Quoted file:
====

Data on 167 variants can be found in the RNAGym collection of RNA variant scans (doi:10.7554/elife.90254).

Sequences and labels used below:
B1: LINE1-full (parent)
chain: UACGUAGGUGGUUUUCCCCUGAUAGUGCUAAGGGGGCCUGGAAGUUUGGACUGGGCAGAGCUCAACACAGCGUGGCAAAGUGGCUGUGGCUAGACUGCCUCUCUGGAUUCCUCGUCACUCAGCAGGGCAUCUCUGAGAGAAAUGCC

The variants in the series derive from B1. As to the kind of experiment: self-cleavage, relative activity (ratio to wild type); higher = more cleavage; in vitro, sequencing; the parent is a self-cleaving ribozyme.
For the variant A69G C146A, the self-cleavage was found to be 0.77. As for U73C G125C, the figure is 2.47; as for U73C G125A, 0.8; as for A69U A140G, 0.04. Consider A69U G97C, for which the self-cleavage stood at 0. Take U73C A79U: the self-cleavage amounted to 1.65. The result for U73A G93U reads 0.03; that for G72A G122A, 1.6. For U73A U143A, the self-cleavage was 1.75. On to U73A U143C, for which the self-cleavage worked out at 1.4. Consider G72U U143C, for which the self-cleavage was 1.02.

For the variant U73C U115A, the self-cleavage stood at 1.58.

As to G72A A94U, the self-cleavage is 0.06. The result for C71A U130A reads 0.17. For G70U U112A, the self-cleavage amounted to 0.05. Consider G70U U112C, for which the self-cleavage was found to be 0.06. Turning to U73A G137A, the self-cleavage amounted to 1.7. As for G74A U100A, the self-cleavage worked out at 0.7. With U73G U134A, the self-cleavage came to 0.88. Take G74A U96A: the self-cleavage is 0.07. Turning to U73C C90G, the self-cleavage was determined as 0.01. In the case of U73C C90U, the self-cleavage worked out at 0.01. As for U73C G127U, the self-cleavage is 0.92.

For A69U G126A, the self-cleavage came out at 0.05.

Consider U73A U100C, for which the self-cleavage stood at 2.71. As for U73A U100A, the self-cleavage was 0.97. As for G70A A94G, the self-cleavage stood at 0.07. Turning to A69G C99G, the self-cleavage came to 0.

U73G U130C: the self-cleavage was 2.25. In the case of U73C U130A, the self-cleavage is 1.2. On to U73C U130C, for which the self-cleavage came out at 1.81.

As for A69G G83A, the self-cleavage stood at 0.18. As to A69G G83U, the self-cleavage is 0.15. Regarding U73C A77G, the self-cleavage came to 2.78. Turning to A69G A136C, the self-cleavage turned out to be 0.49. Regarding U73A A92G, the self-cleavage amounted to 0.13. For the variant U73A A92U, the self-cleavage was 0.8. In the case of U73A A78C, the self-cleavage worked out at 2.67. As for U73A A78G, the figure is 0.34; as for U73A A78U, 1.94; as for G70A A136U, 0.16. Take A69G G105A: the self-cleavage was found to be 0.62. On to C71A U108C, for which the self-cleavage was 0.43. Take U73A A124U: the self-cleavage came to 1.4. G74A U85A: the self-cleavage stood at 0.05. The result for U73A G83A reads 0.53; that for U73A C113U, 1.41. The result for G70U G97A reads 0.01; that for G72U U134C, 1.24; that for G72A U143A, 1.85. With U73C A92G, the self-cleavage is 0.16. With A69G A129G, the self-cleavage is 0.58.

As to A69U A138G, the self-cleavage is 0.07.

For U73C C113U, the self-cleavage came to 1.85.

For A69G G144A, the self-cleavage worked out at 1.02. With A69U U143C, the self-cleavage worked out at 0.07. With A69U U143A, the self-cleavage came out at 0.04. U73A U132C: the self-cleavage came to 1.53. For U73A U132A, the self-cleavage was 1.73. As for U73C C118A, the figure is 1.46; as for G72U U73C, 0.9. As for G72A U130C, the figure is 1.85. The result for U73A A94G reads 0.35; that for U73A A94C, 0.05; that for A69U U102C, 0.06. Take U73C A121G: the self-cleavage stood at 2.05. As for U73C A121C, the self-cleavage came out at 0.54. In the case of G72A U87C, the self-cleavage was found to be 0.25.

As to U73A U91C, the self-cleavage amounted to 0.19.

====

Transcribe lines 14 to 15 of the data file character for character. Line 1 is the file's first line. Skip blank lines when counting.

For U73C C113U, the self-cleavage came to 1.85.

For A69G G144A, the self-cleavage worked out at 1.02. With A69U U143C, the self-cleavage worked out at 0.07. With A69U U143A, the self-cleavage came out at 0.04. U73A U132C: the self-cleavage came to 1.53. For U73A U132A, the self-cleavage was 1.73. As for U73C C118A, the figure is 1.46; as for G72U U73C, 0.9. As for G72A U130C, the figure is 1.85. The result for U73A A94G reads 0.35; that for U73A A94C, 0.05; that for A69U U102C, 0.06. Take U73C A121G: the self-cleavage stood at 2.05. As for U73C A121C, the self-cleavage came out at 0.54. In the case of G72A U87C, the self-cleavage was found to be 0.25.